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Australia to South Africa to Morocco. All travels are 4-5 days apart. So which ticket do I book with which passport? Which passport do I use to enter and exit to the next country?

marked as duplicate by Some wandering yeti, Michael Seifert, David Richerby, Newton, CGCampbell Feb 26 '18 at 16:05

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    No problem, just take all three. You need no visas. – Fattie Feb 23 '18 at 15:59
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    If a country has exit controls, exit using that country's passport. And always enter a country using that country's passport, if you're a citizen. (I'm not sure what country you mean by "ma", by the way.) – Jim MacKenzie Feb 23 '18 at 16:04
  • Do all countries allow you to have all three nationalities? – Willeke Feb 23 '18 at 16:26
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    The only challenge here is if you are booking all tickets as one trip, and have to provide passport # (not just the name), while booking site offers you just one field. In that case, pick one. You should be good as long as you have all passports in your possession. – Alexander Feb 23 '18 at 19:42
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    @Alexander actually, you can type in whatever you want into that field as nobody ever checks it. See: travel.stackexchange.com/questions/79636/… – JonathanReez Feb 24 '18 at 6:14
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This answer assumes that each of the countries allows you to be a citizen of the other two countries, and that your name is the same in all three passports.

It doesn't usually matter what passport you give the airline when you book the ticket. You can generally check in for different flights on the same ticket using different passports.

Each time you check in, show the passport of the country where you will arrive at the end of that trip, even if that's not the passport you used to enter the country you're leaving. If you are using another passport for visa-free transit, or if you used another passport to enter the country you're leaving, show the relevant passport to the airline if they ask about it. If the agent looks concerned, you can offer to show the passport without waiting for a question.

For each country you visit, pick one passport and stick with it. Always show that passport to officials of that country. For countries of which you are a citizen, use the passport of that country.

In truth, it's really not that different from I have two passports/nationalities. How do I use them when I travel?; it's only slightly complicated by the fact that there are three countries rather than two.

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Typically, you don’t need a passport when booking a ticket.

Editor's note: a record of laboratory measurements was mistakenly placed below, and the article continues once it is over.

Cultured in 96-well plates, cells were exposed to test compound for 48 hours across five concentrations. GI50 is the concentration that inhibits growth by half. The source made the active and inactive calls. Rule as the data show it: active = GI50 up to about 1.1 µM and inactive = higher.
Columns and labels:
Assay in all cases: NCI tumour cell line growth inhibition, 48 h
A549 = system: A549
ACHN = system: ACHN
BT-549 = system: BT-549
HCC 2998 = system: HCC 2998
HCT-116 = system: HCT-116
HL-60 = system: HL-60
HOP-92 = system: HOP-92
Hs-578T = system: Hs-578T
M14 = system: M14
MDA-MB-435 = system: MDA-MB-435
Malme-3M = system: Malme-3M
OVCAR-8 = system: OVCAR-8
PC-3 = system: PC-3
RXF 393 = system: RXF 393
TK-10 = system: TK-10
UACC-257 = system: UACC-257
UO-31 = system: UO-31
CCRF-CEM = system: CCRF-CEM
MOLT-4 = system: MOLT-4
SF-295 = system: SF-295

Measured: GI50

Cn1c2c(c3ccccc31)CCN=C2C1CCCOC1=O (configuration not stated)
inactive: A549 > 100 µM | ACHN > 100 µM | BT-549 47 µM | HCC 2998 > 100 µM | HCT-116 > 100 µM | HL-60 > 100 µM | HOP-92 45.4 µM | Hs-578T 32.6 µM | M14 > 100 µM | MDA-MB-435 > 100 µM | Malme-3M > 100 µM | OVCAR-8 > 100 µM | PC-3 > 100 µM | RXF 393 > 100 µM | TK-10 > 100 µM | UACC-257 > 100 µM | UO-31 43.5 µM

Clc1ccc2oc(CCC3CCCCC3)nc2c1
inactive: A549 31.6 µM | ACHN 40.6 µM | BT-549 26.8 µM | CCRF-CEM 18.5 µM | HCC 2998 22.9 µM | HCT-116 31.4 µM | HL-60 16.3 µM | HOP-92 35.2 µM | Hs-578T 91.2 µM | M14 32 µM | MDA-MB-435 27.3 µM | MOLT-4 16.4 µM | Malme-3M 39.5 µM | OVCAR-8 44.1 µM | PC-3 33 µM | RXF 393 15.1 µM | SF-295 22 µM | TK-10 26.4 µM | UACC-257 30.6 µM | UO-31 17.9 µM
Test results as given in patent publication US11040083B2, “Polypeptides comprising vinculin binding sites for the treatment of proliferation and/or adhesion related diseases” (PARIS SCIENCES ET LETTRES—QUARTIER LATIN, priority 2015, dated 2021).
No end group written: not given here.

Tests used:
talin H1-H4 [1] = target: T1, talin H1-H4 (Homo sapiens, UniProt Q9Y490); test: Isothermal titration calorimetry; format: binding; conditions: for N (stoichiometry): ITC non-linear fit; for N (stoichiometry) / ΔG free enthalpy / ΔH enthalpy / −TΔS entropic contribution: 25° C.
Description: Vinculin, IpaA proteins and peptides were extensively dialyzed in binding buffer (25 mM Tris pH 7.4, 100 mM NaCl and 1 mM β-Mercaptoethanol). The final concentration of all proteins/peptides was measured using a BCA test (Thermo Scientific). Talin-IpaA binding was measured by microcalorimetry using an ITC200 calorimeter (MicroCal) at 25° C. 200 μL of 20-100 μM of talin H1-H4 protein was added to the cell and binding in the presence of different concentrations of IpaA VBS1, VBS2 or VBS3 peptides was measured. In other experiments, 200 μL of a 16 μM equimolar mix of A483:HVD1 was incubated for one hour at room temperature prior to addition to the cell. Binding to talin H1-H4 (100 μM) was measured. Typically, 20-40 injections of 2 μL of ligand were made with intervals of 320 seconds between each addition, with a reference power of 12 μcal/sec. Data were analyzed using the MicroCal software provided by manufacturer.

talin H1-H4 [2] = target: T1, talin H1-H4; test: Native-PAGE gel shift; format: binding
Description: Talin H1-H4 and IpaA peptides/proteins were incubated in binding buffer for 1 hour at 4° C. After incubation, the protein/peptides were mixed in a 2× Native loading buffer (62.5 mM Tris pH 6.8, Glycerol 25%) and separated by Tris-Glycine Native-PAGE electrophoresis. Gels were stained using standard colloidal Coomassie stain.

You will need a passport to check in, be it online or in the airport. At this time, simply always use the passport of the country you are flying to.
The airline is not concerned about your citizenship(s), they are concerned that you are allowed to enter the country at the destination. If you show a passport from that country, you are obviously good to go there, and that’s all they care about.

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    In my experience, I've always been asked to enter at least my name, some form of ID number and nationality when booking a ticket. – zundi Feb 23 '18 at 21:41
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    @zundi it must depend on the airline's systems, or perhaps those of the booking service you're using. I've never been required to provide these details at the time of booking. I've sometimes been asked to, but I've been able to book without the passport. I don't usually have my passport available when I'm booking international travel. – phoog Feb 23 '18 at 22:51
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    Last name, First name for sure. This locks the ticket to that person. But I never enter anything else. I have booked about 30 flights this year already, and never entered passport information or even nationality. – Aganju Feb 24 '18 at 2:52
  • Depending on the destinations, it's sometimes necessary to supply APIS data before check-in (especially if you're going to be checking in at the airport), and while it's possible to supply it at some point in between booking and check-in it's often convenient to supply it at booking. – Peter Taylor Feb 24 '18 at 9:53
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    I don’t buy at expedia, but typically directly with each airline (cheaper). None of them enforces it. I bought over 30 tickets in 2018 already, for different people, from/to 5 different countries, and I haven’t entered a single passport info. Maybe some situations require it, but definitely not all. And maybe expedia’s website is too dumb and simply requests it all the time, but that would be expedia, not a standard requirement. Just book somewhere else, or type in made-up numbers. – Aganju Feb 24 '18 at 15:47